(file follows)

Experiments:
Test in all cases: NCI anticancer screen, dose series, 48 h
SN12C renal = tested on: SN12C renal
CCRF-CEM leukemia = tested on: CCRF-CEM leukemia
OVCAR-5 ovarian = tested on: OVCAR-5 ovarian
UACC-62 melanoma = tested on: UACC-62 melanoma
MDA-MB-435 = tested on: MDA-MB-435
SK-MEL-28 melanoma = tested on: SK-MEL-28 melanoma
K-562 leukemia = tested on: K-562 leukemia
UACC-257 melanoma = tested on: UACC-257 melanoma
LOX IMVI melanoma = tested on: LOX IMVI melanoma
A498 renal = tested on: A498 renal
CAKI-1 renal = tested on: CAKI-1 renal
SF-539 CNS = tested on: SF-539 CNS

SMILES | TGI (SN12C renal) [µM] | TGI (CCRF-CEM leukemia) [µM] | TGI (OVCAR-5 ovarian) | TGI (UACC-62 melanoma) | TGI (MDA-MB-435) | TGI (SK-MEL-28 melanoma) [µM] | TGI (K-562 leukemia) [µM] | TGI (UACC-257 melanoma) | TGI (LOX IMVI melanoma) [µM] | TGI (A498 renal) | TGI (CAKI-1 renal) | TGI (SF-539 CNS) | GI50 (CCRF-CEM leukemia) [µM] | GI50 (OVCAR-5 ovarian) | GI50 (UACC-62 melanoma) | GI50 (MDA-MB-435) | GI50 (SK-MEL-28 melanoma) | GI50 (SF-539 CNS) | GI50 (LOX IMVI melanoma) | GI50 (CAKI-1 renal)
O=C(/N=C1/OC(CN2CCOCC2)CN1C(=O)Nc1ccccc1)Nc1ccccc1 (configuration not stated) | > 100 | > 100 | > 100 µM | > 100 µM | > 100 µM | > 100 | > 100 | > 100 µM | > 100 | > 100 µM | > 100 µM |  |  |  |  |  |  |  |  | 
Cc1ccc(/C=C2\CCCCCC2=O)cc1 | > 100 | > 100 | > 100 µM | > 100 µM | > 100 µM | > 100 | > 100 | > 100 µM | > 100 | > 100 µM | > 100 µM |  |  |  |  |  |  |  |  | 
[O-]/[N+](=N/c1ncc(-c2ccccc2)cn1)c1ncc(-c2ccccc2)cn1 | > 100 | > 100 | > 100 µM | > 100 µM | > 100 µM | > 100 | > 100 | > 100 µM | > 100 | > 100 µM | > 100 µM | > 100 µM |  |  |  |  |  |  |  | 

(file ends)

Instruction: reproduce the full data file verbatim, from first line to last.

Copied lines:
Experiments:
Test in all cases: NCI anticancer screen, dose series, 48 h
SN12C renal = tested on: SN12C renal
CCRF-CEM leukemia = tested on: CCRF-CEM leukemia
OVCAR-5 ovarian = tested on: OVCAR-5 ovarian
UACC-62 melanoma = tested on: UACC-62 melanoma
MDA-MB-435 = tested on: MDA-MB-435
SK-MEL-28 melanoma = tested on: SK-MEL-28 melanoma
K-562 leukemia = tested on: K-562 leukemia
UACC-257 melanoma = tested on: UACC-257 melanoma
LOX IMVI melanoma = tested on: LOX IMVI melanoma
A498 renal = tested on: A498 renal
CAKI-1 renal = tested on: CAKI-1 renal
SF-539 CNS = tested on: SF-539 CNS

SMILES | TGI (SN12C renal) [µM] | TGI (CCRF-CEM leukemia) [µM] | TGI (OVCAR-5 ovarian) | TGI (UACC-62 melanoma) | TGI (MDA-MB-435) | TGI (SK-MEL-28 melanoma) [µM] | TGI (K-562 leukemia) [µM] | TGI (UACC-257 melanoma) | TGI (LOX IMVI melanoma) [µM] | TGI (A498 renal) | TGI (CAKI-1 renal) | TGI (SF-539 CNS) | GI50 (CCRF-CEM leukemia) [µM] | GI50 (OVCAR-5 ovarian) | GI50 (UACC-62 melanoma) | GI50 (MDA-MB-435) | GI50 (SK-MEL-28 melanoma) | GI50 (SF-539 CNS) | GI50 (LOX IMVI melanoma) | GI50 (CAKI-1 renal)
O=C(/N=C1/OC(CN2CCOCC2)CN1C(=O)Nc1ccccc1)Nc1ccccc1 (configuration not stated) | > 100 | > 100 | > 100 µM | > 100 µM | > 100 µM | > 100 | > 100 | > 100 µM | > 100 | > 100 µM | > 100 µM |  |  |  |  |  |  |  |  | 
Cc1ccc(/C=C2\CCCCCC2=O)cc1 | > 100 | > 100 | > 100 µM | > 100 µM | > 100 µM | > 100 | > 100 | > 100 µM | > 100 | > 100 µM | > 100 µM |  |  |  |  |  |  |  |  | 
[O-]/[N+](=N/c1ncc(-c2ccccc2)cn1)c1ncc(-c2ccccc2)cn1 | > 100 | > 100 | > 100 µM | > 100 µM | > 100 µM | > 100 | > 100 | > 100 µM | > 100 | > 100 µM | > 100 µM | > 100 µM |  |  |  |  |  |  |  | 